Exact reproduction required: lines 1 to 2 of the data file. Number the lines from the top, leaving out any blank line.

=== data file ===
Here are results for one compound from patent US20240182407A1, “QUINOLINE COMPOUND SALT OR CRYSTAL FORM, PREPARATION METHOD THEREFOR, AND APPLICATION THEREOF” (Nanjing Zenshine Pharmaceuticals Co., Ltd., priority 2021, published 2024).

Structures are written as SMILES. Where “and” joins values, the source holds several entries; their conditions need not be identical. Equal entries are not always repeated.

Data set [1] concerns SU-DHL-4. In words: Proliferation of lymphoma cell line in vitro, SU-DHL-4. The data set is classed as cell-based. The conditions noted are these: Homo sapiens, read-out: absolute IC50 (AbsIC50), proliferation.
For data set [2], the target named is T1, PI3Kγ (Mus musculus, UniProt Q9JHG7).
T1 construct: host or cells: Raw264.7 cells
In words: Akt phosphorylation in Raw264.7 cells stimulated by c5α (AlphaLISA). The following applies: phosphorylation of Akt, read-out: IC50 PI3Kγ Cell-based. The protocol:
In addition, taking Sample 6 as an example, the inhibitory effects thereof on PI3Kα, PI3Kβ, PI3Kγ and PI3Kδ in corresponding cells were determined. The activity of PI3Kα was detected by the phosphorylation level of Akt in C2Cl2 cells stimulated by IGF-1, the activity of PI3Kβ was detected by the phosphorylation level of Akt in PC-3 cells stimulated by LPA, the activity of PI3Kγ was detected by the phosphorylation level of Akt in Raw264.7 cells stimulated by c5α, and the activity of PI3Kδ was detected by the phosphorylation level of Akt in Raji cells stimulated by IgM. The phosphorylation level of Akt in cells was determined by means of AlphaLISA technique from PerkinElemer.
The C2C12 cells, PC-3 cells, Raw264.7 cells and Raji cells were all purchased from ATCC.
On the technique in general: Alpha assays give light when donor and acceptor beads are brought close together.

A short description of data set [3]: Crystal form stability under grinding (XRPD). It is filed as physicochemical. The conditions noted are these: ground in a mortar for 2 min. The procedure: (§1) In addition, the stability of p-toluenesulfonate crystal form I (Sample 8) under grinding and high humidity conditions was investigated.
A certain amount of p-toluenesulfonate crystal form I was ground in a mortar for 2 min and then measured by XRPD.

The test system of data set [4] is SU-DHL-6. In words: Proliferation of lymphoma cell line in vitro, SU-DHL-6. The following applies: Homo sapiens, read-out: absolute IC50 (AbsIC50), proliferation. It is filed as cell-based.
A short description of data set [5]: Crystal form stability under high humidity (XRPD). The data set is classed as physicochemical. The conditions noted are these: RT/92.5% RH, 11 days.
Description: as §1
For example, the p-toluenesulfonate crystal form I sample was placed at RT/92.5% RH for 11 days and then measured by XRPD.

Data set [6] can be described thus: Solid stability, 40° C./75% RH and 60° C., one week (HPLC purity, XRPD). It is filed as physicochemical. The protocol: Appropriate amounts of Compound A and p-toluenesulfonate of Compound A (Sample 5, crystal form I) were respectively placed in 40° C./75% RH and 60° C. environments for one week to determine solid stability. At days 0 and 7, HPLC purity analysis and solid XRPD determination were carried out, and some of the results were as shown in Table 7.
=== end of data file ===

Here are results for one compound from patent US20240182407A1, “QUINOLINE COMPOUND SALT OR CRYSTAL FORM, PREPARATION METHOD THEREFOR, AND APPLICATION THEREOF” (Nanjing Zenshine Pharmaceuticals Co., Ltd., priority 2021, published 2024).

Structures are written as SMILES. Where “and” joins values, the source holds several entries; their conditions need not be identical. Equal entries are not always repeated.